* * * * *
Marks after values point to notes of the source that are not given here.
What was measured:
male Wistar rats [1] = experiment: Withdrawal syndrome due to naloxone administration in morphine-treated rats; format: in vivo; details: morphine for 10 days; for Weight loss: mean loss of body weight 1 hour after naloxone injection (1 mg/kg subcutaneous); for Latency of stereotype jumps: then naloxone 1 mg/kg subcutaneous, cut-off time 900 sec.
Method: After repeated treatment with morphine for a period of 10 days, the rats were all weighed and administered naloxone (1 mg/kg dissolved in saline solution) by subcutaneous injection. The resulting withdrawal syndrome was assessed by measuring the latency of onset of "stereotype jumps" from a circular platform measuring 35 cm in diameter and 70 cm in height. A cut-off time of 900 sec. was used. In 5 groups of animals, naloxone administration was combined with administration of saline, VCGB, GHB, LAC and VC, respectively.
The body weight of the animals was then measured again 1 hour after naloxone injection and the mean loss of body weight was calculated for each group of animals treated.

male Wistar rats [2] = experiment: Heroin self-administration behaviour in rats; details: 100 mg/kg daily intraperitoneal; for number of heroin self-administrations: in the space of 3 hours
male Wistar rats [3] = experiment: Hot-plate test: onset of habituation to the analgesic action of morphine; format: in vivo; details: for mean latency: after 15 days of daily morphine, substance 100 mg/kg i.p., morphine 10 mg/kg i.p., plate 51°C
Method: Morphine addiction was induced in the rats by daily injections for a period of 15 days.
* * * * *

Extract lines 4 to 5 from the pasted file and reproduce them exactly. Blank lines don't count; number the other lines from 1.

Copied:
Method: After repeated treatment with morphine for a period of 10 days, the rats were all weighed and administered naloxone (1 mg/kg dissolved in saline solution) by subcutaneous injection. The resulting withdrawal syndrome was assessed by measuring the latency of onset of "stereotype jumps" from a circular platform measuring 35 cm in diameter and 70 cm in height. A cut-off time of 900 sec. was used. In 5 groups of animals, naloxone administration was combined with administration of saline, VCGB, GHB, LAC and VC, respectively.
The body weight of the animals was then measured again 1 hour after naloxone injection and the mean loss of body weight was calculated for each group of animals treated.